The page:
Wednesday, 26 January 2011

Acanthus and Vine by William Morris

Illustration: William Morris. Acanthus and Vine tapestry design, 1879.

Acanthus and Vine was the first tapestry design produced by William Morris. In fact he personally hand wove the original in 1879, using his bedroom at Kelmscott House as a temporary tapestry studio. He facetiously nicknamed the tapestry Cabbage and Vine because of the less than stylised acanthus leaves. Although some still prefer to call the piece by Morris nickname, the composition is more in keeping with the classical traditions, be it through the Northern Renaissance, of the iconic acanthus and vine leaves so readily recognised as being so much a part of the classical world.

Morris himself had always wanted to achieve the ideal of weaving his own tapestries. He saw this form of textile craft as the highest expression of all the textile-based crafts and wished that everyone would follow his example of using tapestries as wall coverings instead of wallpaper, which if he didn't loathe, he at least actively disliked as an interior medium. Although this was certainly only a personal preference of Morris, it can be said that tapestry weaving was the textile craft that perhaps came closest to being recognised as a fine art craft in its own right.

Morris took nearly five months and well over five hundred hours to complete Acanthus and Vine. We know this because he kept a careful record of time spent on the tapestry. He found the process, as do many, extremely therapeutic. The physical process of slow hand weaving forces the individual to sit within another world where the priorities are not those of the every day and the familiar. Hand tapestry weaving cannot be hurried or rushed as it is a process led discipline and good results can only be achieved through yielding to the physical process of the yarn and tapestry frame. Because tapestry weaving literally forced Morris out of the busy life that entailed a Morris & Co schedule whereby he was at the beck and call of the wealthy and the titled, all of whom wanted Morris to make personal appearances during the refurbishment of their interiors by his company, he was more than happy to spend the time creatively and quietly weaving. His only companion was usually his daughter May who used to sit at the bench watching her father adding coloured yarns to the weaving.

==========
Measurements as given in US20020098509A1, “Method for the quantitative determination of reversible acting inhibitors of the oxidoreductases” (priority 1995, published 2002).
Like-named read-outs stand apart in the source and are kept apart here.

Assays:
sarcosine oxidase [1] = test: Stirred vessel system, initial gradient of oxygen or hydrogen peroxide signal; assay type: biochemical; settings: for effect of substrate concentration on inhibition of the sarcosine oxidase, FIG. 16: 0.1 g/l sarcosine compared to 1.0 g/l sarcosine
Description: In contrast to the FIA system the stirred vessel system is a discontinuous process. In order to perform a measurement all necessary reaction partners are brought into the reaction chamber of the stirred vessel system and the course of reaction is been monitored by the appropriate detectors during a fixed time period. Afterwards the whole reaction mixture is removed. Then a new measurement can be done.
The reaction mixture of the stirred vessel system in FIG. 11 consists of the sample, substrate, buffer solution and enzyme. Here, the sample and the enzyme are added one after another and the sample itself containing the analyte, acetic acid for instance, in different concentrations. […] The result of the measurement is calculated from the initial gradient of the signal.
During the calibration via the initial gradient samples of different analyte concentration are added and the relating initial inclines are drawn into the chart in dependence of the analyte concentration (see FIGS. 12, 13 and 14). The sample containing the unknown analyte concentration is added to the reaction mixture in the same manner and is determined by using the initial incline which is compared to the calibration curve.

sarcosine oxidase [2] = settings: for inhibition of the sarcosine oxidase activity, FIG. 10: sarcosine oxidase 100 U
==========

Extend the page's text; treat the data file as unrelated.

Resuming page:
Illustration: William Morris. Acanthus and Vine tapestry design, 1879.

Although Morris first example of tapestry weaving, like most peoples, was a little stretched and misshapen, he was not put off and being the individual he was, learnt from mistakes made during the weaving process. He soon had Morris & Co producing a range of tapestry pieces for sale to his wealthy clients. He moved John Henry Dearle who had been in charge of stained glass production, and placed him in charge of the new department.

Although many would see the copious amounts of textile and wallpaper design work that Morris produced over decades, as perhaps his leading legacy, Morris would undoubtedly have seen his significant but more limited tapestry production as a more fitting gift to the history of textile craft.

Although the contemporary world of tapestry weaving was not started by Morris, it was his enthusiasm for the genre that helped to engender a serious aspect to the craft. It is one that was to see a number of European fine artists during the latter nineteenth century and all through the twentieth, treat the craft of tapestry weaving with the dignity it had probably not seen since the days of the large Belgian and French tapestries of the Northern Renaissance.

Tapestry has now gone well beyond its original remit of the woven, as a number of twenty first century exhibitions have shown. Although Morris might well have disapproved of the path that contemporary tapestry has taken, there is no doubt that the craft is a vital element in both textile and fine art worlds. At least some of this recognition can be placed with Morris, along with his initial and temporary bedroom tapestry studio of 1879.

Reference links:
William Morris: A Life for Our Time
William Morris Textiles
William Morris Full-Color Patterns and Designs (Pictorial Archives)
Designs of William Morris (Phaidon Miniature Editions)
William Morris and the Arts and Crafts Home
William Morris on Art and Socialism
William Morris (Temporis)
William Morris Vase 20"x20"
The Gardens of William Morris
The Art of William Morris in Cross Stitch
Tree of Life Ruby Wall Tapestry with free hanging rod by William Morris, 40 x 53 inches
Counted Cross Stitch Chart Woodpecker on Tree of Life by Arts and Crafts Movement Founder William Morris
William Morris Birds 20"x20"

No comments:

Post a Comment